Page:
Hardwood floors in bathroom

The idea of installing hardwood floors in a kitchen or a bathroom used to be taboo, and some designers and contractors still swear that it’s a bad idea, but we beg to differ. With new technology and reliable choices available, as long as you plan carefully, wide plank floors can be a viable choice for your kitchen or bathroom. Check out our suggestions below and some pictures we’ve compiled for inspiration.

Why install a wide plank floor in the kitchen or bathroom? 

If you already have wide plank hardwood floors installed in other areas of your home, installing them in the kitchen (especially if it’s connected to the living room) and/or the bathroom can promote a sense of continuity and flow throughout the space. Not to mention the fact that wide plank floors are currently on trend and can make a space look larger than it actually is.

Pointers to keep in mind when installing wide plank floors in the kitchen and bathroom

  • Go with engineered wide plank floors. This is an especially important point when wide plank floors are installed. We usually recommend installing engineered rather than solid wide plank floors for anything wider than 7 inches. As the width of the planks increase, so does the susceptibility of the planks to changes in humidity and temperature. When you are installing wide plank floors in a kitchen or bathroom, ensuring stability in the planks is even more crucial, which is why we would recommend engineered wide plank floors in every situation like this.
  • Choose the right finish. If you’re installing a solid wide plank floor, your finish choice will also influence the overall water resistance of your choice. If you’re installing a prefinished engineered wide plank floor, the finish will already be applied, and the finish will most likely be UV-cured and are very durable. But if you get to choose the finish, you most likely will want to go with a moisture-cured product. Moisture-cured finishes are clear to amber in color are extremely durable and more moisture-resistant than other surface finishes.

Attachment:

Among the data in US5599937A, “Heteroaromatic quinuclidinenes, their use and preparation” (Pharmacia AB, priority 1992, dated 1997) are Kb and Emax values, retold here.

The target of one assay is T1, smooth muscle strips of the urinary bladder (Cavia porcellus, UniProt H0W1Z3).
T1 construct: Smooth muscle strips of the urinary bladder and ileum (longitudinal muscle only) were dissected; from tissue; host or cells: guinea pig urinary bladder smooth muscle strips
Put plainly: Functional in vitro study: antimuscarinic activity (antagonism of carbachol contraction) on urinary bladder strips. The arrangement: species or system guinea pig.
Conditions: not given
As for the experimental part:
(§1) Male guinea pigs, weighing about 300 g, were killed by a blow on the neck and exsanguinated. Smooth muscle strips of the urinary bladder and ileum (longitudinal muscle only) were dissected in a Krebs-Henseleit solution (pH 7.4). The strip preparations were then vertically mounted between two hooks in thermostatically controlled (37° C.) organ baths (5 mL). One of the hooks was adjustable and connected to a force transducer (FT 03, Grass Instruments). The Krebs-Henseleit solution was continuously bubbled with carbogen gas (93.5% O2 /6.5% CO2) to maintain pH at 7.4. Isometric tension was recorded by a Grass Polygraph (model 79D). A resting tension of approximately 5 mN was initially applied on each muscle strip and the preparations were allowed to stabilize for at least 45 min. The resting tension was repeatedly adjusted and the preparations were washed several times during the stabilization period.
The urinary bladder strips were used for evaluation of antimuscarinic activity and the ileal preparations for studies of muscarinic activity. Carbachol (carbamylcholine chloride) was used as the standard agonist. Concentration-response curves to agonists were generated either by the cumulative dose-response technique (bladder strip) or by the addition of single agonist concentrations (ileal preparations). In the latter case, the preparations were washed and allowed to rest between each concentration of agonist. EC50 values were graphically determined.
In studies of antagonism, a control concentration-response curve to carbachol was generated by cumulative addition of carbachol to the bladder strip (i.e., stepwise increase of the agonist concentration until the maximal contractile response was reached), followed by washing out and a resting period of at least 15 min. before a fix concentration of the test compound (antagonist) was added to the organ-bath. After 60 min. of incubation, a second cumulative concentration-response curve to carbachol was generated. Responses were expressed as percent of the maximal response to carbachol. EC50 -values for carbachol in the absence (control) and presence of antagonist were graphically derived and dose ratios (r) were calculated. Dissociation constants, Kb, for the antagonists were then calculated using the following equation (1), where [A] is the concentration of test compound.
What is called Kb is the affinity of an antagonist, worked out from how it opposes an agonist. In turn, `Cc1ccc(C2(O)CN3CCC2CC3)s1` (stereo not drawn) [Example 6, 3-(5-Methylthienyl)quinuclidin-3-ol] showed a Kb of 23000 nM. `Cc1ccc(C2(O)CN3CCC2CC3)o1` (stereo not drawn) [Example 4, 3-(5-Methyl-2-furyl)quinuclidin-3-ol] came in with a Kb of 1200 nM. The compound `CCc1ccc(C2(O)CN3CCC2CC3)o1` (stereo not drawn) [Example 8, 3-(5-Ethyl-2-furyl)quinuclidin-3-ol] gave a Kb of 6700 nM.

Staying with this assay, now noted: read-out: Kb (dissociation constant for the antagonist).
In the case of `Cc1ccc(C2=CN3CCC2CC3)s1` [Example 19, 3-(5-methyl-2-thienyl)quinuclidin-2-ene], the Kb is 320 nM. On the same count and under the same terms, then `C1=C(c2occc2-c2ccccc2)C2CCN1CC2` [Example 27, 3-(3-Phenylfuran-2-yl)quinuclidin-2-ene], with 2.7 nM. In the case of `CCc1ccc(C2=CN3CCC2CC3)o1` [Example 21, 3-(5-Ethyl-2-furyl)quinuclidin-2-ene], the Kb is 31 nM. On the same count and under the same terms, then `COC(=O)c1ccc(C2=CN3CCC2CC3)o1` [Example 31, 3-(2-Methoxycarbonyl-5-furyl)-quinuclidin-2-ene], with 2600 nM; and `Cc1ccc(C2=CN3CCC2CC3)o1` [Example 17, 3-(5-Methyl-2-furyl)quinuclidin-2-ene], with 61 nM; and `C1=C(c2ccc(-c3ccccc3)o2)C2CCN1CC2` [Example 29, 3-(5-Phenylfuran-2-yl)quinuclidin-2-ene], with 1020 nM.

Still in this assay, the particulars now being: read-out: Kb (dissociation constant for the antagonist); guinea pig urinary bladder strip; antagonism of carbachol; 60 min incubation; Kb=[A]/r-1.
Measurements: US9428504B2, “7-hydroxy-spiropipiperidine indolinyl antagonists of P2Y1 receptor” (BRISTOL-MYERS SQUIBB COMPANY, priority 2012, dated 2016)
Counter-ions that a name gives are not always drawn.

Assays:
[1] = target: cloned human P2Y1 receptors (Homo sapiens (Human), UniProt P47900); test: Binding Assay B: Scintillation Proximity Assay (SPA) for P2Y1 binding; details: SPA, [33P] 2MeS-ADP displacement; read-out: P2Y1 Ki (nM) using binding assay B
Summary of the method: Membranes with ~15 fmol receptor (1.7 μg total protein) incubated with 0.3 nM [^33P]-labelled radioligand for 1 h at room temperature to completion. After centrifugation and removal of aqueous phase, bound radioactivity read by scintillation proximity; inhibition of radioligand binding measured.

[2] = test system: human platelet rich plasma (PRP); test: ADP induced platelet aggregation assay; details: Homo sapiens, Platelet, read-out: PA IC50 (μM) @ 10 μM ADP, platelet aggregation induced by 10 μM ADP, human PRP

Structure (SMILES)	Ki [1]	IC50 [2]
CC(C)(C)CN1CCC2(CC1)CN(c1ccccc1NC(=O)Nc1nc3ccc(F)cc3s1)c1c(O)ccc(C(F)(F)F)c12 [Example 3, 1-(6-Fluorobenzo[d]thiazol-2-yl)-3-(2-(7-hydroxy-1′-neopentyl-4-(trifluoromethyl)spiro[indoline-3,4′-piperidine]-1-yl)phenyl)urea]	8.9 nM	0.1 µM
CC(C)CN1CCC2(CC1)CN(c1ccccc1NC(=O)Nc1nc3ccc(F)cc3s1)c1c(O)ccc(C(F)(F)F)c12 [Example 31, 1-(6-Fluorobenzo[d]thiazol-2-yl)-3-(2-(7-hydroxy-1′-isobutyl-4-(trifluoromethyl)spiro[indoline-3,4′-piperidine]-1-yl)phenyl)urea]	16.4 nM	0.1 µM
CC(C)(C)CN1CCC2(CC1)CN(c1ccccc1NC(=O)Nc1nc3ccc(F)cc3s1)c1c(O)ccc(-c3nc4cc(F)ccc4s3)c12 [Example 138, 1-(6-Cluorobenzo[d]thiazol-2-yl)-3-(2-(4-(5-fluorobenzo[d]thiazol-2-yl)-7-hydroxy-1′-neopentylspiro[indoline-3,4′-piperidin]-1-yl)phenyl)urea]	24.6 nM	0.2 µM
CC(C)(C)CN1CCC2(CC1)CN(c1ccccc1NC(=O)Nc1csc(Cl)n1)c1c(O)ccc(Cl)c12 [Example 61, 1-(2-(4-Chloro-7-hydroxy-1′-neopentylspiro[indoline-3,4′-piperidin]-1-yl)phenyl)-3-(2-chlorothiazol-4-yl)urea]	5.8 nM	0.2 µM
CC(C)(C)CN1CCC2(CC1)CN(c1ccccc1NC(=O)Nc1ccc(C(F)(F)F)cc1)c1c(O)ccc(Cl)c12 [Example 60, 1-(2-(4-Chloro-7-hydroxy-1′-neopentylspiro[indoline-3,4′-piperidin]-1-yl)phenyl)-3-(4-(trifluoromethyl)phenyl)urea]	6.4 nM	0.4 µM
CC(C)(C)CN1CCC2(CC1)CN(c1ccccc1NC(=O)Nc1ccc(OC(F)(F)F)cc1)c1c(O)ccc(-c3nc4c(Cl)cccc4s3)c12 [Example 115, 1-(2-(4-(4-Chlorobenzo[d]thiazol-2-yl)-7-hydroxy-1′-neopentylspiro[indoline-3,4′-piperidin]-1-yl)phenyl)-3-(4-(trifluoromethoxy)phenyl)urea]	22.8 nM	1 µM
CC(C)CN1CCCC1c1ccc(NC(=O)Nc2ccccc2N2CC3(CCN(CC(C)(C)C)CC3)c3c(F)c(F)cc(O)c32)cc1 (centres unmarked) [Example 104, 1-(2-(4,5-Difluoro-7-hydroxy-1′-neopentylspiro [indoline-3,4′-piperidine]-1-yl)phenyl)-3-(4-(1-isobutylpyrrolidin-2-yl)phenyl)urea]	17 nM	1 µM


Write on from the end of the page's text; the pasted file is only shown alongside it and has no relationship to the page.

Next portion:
• Be mindful of moisture. Your first step is to consider the amount of usage that the room in question will get. You might not want to install a hardwood floor in a bathroom that is used a lot––perhaps consider installing it in a guest bathroom or another bathroom that doesn’t get as much use, or that children don’t have access to. For a kitchen, it’s less of an issue because there’s generally less of a threat of spillage, water exposure, or flooding than in a bathroom. Promptly mop up and thoroughly dry any spills that happen.

 

  • Take preventative measures. Place rugs in “high-risk” areas, i.e. in front of the bathtub, vanity/sink, and the shower. Something as simple as a clogged toilet or kitchen sink, or condensation on the toilet feed pipes could potentially turn into a much bigger issue. Take preventative measures, and fix all problems as soon as they arise. Prevention is the best defense against moisture-related problems in hardwood floors. 

As you can see, installing a wide plank hardwood floor in a kitchen or bathroom is more than possible. If you make the right choices and choose the right contractor for the job, you’ll end up with a great, calming floor for your space.

Posted In: Blog, Interior Design

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